3 Times It's OK to Close Your Credit Card

NEW YORK ( MainStreet) -- We've always cautioned readers to think twice before closing a credit card since doing so could hurt your credit score.

Account closures can have an effect on your credit-to-debt utilization ratio, especially when the card in question has a particularly high credit limit. Additionally, they can cost you the bonus points awarded by certain models when you have what's considered an ideal number of cards in your wallet.
It's always wise to think twice before closing a credit card, but there are situations where it's warranted.

It can also have an impact on the age of the credit file, but not in the ways most people think. Closed accounts actually continue to appear on a person's credit report for 10 years after a customer has formally gotten rid of the card, so those who replace the card with another product aren't likely to see much damage down the road; their new cards will have supplemented their credit history.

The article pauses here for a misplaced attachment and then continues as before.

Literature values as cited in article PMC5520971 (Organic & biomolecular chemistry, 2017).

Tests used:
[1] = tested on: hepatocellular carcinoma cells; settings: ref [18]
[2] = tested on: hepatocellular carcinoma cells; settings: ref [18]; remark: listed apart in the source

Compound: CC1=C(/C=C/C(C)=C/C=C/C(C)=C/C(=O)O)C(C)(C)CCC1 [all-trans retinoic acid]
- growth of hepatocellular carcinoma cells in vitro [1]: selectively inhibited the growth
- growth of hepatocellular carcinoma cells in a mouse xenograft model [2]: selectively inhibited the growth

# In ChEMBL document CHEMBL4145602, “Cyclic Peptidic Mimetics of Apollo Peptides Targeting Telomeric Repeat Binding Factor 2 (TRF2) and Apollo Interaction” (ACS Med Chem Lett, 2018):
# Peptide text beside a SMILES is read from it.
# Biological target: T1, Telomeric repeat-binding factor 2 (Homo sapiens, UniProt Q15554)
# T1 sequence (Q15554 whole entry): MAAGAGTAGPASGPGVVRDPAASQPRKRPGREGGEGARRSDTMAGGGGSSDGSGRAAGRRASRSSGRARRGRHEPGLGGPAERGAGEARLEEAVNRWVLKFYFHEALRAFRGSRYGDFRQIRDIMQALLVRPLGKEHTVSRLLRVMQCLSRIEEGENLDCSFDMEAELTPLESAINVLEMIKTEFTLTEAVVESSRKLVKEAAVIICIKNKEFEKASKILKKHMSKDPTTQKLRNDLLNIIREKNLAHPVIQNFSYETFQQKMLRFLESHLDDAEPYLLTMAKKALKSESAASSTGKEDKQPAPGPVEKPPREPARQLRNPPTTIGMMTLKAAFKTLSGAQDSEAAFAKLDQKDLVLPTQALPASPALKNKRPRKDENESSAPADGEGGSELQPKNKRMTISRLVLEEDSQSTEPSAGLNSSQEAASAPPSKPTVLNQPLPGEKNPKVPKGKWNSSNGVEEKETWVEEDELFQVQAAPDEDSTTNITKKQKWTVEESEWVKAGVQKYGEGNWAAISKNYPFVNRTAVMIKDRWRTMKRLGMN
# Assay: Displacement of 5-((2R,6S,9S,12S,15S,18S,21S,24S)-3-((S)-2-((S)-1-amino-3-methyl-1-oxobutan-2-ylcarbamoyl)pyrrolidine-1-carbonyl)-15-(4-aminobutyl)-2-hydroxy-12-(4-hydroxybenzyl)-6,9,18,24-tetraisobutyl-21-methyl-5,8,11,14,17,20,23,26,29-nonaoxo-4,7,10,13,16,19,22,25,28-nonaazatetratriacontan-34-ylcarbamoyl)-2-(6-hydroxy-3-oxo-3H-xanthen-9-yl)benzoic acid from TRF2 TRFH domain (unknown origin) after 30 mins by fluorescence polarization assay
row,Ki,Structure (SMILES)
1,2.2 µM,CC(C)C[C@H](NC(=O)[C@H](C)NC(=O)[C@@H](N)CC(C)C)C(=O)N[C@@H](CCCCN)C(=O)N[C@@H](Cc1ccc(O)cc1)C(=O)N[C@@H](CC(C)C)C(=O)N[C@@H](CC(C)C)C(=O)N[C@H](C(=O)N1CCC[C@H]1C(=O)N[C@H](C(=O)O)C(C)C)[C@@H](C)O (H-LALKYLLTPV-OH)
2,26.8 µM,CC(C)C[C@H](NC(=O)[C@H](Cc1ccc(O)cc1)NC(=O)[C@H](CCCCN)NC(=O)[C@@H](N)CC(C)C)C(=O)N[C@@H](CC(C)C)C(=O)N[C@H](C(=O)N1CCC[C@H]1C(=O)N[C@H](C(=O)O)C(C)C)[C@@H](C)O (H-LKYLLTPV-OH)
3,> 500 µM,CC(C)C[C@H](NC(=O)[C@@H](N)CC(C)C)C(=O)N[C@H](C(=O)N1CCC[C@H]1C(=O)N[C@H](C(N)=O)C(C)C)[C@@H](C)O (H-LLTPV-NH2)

Regardless of these potential consequences, there are certain instances where closing an account is certainly warranted. We take a look at these situations and outlines how you can minimize the damage done to your credit score.

Your annual fee is too high.
Rewards cards are known for carrying high annual fees, which cardholders are required to pay whether they're actively using them or not. Those who aren't spending enough to reap the rewards and justify the annual fee may feel it's time to close the card and take their business elsewhere. (There are certainly decent rewards cards out there that don't have an annual fee attached.)

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